Their salad of the day was garden greens with smoked duck. It was refreshingly zingy from the lemony vinaigrette, making it a good option for cutting through the heavy flavours of the katsu sando.
The Karaage Sando ($9) is simple in composition, but complex in flavour. Purple coleslaw and sriracha mayo are all that flanks a sizable battered chicken thigh. We’re not sure where they source their chickens from, but this bird certainly didn’t skip leg day.
Frying such a thick piece of meat can be difficult, and often results in dry, powdery chicken. Thankfully, our thigh was juicy and flavourful, empowered by a soy and ginger based marinade.
However, it was slightly let down by the batter, which was a touch soggy and too thick in some areas.
Any potential oiliness from such a big piece of fried chicken was fought off by the citrus-laced coleslaw that supported the sandwich. That subtly sour touch of fresh lemon caught our attention in particular, and was an absolute unsung hero in this dish.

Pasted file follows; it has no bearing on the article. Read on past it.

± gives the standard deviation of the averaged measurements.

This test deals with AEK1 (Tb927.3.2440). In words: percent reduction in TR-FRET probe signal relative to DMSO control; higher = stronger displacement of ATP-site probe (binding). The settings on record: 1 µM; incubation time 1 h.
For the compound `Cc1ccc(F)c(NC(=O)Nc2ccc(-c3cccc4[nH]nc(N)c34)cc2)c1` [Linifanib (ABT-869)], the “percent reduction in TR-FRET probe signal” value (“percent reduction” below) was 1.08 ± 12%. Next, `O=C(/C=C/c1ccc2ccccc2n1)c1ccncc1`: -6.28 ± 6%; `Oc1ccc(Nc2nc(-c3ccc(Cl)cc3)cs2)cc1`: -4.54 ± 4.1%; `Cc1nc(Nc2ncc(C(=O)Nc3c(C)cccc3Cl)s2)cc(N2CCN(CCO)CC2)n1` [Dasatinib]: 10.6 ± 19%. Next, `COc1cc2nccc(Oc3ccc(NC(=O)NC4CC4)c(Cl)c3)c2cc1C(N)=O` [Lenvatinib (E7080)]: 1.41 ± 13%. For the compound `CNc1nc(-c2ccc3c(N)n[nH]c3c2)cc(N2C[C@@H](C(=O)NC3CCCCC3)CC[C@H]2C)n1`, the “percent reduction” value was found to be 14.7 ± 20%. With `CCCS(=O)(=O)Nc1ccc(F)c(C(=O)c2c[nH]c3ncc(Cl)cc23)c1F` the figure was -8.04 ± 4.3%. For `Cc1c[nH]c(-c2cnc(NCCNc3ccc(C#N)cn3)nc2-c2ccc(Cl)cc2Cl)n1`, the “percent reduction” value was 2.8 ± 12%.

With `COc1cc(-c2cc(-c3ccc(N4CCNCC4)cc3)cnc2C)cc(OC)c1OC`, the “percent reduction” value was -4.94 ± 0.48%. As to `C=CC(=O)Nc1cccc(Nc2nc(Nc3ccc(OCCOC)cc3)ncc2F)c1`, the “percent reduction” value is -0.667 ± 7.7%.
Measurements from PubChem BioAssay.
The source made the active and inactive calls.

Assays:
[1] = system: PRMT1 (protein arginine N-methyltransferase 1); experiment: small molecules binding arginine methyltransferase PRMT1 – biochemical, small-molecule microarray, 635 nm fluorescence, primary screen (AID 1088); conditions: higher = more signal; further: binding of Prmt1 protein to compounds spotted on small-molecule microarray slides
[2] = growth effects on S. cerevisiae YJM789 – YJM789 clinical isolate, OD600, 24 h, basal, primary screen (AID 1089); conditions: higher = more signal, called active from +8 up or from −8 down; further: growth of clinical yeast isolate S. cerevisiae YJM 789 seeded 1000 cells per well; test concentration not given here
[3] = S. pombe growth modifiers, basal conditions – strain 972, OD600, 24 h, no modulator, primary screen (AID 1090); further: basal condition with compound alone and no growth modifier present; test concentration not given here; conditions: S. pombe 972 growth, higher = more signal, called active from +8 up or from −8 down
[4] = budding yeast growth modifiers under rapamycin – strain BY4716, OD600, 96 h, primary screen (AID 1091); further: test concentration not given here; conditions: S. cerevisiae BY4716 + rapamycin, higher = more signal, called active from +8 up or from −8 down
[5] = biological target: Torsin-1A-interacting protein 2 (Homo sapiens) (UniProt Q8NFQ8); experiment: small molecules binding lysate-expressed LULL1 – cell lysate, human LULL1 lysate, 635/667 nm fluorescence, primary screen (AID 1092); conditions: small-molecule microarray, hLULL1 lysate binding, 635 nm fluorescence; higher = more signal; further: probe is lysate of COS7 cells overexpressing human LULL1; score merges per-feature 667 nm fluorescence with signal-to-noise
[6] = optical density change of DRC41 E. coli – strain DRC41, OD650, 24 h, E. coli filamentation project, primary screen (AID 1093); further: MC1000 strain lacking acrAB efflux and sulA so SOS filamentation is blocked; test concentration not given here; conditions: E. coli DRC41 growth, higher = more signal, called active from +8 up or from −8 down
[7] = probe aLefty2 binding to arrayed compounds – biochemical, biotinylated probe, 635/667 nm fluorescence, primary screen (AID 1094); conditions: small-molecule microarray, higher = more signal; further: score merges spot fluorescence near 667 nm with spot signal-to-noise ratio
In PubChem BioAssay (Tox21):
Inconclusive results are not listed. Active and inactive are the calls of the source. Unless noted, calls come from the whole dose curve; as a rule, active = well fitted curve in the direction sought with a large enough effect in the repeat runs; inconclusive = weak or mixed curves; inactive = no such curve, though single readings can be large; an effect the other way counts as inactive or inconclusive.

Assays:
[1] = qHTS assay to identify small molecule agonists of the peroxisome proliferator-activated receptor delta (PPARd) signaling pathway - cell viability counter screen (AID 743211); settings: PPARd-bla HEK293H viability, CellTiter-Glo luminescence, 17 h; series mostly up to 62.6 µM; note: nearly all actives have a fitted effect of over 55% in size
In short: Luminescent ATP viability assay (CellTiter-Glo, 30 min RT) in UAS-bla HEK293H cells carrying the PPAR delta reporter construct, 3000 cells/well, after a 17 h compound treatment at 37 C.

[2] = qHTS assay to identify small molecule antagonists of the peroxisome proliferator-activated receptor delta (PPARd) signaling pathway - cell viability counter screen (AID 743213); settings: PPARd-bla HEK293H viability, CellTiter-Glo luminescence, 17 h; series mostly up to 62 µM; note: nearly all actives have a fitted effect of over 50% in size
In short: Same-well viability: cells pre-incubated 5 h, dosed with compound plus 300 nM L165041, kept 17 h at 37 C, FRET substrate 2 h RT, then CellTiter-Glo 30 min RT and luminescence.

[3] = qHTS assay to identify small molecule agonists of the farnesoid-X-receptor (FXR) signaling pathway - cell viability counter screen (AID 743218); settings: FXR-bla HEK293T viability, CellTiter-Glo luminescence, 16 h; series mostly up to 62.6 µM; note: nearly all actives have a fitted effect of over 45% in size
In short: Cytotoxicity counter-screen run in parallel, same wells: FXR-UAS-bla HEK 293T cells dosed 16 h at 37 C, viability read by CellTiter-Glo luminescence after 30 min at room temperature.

We could barely discern the sriracha mayo, but honestly, we didn’t miss it. The other components of the sandwich more than pulled their weight. Though our sando was relatively simple, the cohesive meld of flavours were impressively complex.
We took a break from bread by ordering a Chashu Rice Bowl ($10.50). A foundation of Japanese rice supports bok choy, a jiggly onsen egg, ume pickles, and three slabs of glistening chashu.
These three little pigs were the best meat we had all day. I certainly devoured them like I was the big bad wolf. This is pork belly, so tender meat and absurdly melty fat is a given. But what really impressed us was the intensely candied and charred surface.